Grep, regex and sed inline replace on multiple files

By 0x7df, Fri 25 May 2018, in category Uncategorized

bash, computing, linux, programming

I'm importing WordPress blog posts into Pelican, in which I'm using the render-math plugin. This expects in-line equations to be delimited by single dollar signs, and displayed equations to be delimited by double dollar signs, e.g.:

 ...an example in-line equation is $E = mc^2$, which ... 

and:

... the following equation:

$$ F = ma $$

is displayed as a paragraph...

However, the original WordPress articles use \$latex as the opening delimiter, and \$ as the closing delimiter, for both in-line and displayed maths. Additionally, the WordPress equations also contain the strings &s=1 and $bg=ffffff after the maths but before the closing delimiter; these were to set the font size and the background colour, respectively.

Therefore, a bit of mucking about with grep, sed, and regular expressions was required to get the equations to display in Pelican.

Regular expressions and grep

To begin with, look at the basic regular expression syntax needed to pick out the \$latex, \$, &s=1 and &bg=ffffff strings.

First:

grep '\\$[latex]\{5\}' $(find ./content -name "*.md")

Here, the last part - $(find ./content -name "*.md") - is just using the find command to get all the files in the content directory (which is where all the MarkDown-format article files are stored), which have file-names ending in .md, (which is the default suffix for MarkDown); grep command is operating on this list, which allows grep to operate on all the files individually.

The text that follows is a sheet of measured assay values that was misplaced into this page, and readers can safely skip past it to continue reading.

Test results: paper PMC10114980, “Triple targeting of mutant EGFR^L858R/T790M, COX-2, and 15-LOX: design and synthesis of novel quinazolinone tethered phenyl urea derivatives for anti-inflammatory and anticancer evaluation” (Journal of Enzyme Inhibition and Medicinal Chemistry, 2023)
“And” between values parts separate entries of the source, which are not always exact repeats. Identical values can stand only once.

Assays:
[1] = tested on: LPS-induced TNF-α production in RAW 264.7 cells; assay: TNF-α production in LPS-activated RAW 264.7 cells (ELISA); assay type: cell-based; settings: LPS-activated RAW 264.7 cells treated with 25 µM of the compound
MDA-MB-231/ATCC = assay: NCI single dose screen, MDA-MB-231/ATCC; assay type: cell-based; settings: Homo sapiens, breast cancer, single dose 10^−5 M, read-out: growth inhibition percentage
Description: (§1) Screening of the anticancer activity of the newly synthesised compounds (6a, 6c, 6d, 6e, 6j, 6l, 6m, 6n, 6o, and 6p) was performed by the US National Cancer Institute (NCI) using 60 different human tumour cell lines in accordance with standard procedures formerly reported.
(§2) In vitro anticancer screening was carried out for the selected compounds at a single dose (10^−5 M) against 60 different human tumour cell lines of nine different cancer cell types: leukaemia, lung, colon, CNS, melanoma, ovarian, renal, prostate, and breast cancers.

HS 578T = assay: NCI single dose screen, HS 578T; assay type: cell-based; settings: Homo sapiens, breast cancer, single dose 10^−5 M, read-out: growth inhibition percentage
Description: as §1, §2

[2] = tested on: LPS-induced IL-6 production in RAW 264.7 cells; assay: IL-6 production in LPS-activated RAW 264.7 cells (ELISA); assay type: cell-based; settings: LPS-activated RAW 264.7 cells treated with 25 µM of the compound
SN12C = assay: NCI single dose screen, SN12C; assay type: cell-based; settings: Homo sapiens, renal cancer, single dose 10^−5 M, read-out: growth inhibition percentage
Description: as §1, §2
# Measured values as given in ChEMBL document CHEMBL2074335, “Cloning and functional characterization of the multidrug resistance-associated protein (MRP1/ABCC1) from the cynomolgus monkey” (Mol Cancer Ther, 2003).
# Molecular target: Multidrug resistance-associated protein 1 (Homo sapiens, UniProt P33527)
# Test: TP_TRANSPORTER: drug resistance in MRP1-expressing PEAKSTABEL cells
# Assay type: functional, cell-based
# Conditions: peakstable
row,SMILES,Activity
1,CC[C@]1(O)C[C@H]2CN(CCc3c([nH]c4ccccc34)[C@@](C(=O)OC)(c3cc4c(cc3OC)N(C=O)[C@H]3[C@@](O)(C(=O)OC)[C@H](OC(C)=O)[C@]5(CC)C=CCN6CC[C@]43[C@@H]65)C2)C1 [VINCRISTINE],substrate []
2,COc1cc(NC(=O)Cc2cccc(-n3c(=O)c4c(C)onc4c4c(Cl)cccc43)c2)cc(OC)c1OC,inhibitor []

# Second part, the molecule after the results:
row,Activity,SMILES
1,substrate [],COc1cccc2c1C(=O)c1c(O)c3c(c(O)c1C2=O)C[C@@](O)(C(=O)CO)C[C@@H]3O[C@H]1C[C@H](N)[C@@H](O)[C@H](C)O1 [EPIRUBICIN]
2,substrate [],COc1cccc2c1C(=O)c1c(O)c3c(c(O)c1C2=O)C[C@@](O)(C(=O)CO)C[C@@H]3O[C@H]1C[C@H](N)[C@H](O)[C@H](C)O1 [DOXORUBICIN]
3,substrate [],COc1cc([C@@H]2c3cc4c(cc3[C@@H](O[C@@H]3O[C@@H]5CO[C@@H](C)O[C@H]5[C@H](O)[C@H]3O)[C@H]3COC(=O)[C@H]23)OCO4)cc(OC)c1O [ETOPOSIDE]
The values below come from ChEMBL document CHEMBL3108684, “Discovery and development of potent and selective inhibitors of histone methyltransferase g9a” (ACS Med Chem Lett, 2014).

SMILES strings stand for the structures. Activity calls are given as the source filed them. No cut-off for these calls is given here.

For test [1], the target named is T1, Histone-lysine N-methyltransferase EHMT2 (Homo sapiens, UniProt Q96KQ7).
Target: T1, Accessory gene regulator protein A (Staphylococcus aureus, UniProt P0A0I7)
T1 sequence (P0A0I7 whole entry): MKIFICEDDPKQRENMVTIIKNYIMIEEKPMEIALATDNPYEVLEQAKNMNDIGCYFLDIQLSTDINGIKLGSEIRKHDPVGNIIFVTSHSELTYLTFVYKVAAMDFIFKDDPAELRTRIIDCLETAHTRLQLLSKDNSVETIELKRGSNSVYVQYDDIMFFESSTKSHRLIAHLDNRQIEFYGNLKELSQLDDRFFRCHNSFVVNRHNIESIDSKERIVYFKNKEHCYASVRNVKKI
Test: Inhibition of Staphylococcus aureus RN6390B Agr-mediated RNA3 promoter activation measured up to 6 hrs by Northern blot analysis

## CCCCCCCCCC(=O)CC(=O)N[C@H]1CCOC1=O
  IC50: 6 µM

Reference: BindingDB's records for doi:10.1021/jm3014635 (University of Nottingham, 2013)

The important bit is the regular expression - \\$[latex]\{5\}. Matching backslashes is slightly tricky, because backslash is a special character for grep and many other tools. Special characters like backslash therefore need to be preceded by a particular special character that tells grep to treat the following character as itself, rather than as the special character it would usually be treated as. This is called "escaping" the special character. The special character that does this is - the backslash! That is, \\ is needed to match a literal backslash in a regular expression.

The next character is the dollar sign, which can be left alone. This is odd, because the dollar sign is also a special character in regular expressions, so it ought to be escaped by preceding it with a backslash. (Indeed, if we do, the command works equally well.) However, the dollar sign is used to match the end of a line; the fact that in this regular expression there are further characters to match (namely the [latex]\{5\} bit), means it can't be interpreted as the end-of-line special character. grep is clever enough to infer from the context that the dollar sign here is intended to match itself, and not to be interpreted as a special character.